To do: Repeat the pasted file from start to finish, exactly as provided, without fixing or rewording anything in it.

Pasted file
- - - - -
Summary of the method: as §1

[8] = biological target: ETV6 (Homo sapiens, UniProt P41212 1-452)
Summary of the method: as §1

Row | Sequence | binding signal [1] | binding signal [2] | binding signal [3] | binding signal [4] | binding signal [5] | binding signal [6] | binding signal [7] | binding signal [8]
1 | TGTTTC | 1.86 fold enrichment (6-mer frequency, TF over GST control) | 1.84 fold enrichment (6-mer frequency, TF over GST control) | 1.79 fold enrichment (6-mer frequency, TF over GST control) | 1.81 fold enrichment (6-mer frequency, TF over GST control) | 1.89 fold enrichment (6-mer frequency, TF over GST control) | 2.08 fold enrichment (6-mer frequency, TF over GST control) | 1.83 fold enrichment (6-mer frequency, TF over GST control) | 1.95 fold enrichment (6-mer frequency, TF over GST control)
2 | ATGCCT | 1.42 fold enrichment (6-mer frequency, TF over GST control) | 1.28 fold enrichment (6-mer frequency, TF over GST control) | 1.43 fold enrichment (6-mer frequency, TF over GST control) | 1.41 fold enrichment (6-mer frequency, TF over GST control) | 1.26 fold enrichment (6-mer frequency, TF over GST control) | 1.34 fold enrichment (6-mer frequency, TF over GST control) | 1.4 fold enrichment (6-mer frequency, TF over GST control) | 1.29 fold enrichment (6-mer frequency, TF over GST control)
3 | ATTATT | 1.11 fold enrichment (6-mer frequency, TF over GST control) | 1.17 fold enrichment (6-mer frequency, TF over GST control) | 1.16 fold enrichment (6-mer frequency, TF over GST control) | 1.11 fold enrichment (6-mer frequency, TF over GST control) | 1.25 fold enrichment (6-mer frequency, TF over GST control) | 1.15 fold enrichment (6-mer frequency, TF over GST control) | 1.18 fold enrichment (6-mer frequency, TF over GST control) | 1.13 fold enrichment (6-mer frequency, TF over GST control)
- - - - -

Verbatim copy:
Summary of the method: as §1

[8] = biological target: ETV6 (Homo sapiens, UniProt P41212 1-452)
Summary of the method: as §1

Row | Sequence | binding signal [1] | binding signal [2] | binding signal [3] | binding signal [4] | binding signal [5] | binding signal [6] | binding signal [7] | binding signal [8]
1 | TGTTTC | 1.86 fold enrichment (6-mer frequency, TF over GST control) | 1.84 fold enrichment (6-mer frequency, TF over GST control) | 1.79 fold enrichment (6-mer frequency, TF over GST control) | 1.81 fold enrichment (6-mer frequency, TF over GST control) | 1.89 fold enrichment (6-mer frequency, TF over GST control) | 2.08 fold enrichment (6-mer frequency, TF over GST control) | 1.83 fold enrichment (6-mer frequency, TF over GST control) | 1.95 fold enrichment (6-mer frequency, TF over GST control)
2 | ATGCCT | 1.42 fold enrichment (6-mer frequency, TF over GST control) | 1.28 fold enrichment (6-mer frequency, TF over GST control) | 1.43 fold enrichment (6-mer frequency, TF over GST control) | 1.41 fold enrichment (6-mer frequency, TF over GST control) | 1.26 fold enrichment (6-mer frequency, TF over GST control) | 1.34 fold enrichment (6-mer frequency, TF over GST control) | 1.4 fold enrichment (6-mer frequency, TF over GST control) | 1.29 fold enrichment (6-mer frequency, TF over GST control)
3 | ATTATT | 1.11 fold enrichment (6-mer frequency, TF over GST control) | 1.17 fold enrichment (6-mer frequency, TF over GST control) | 1.16 fold enrichment (6-mer frequency, TF over GST control) | 1.11 fold enrichment (6-mer frequency, TF over GST control) | 1.25 fold enrichment (6-mer frequency, TF over GST control) | 1.15 fold enrichment (6-mer frequency, TF over GST control) | 1.18 fold enrichment (6-mer frequency, TF over GST control) | 1.13 fold enrichment (6-mer frequency, TF over GST control)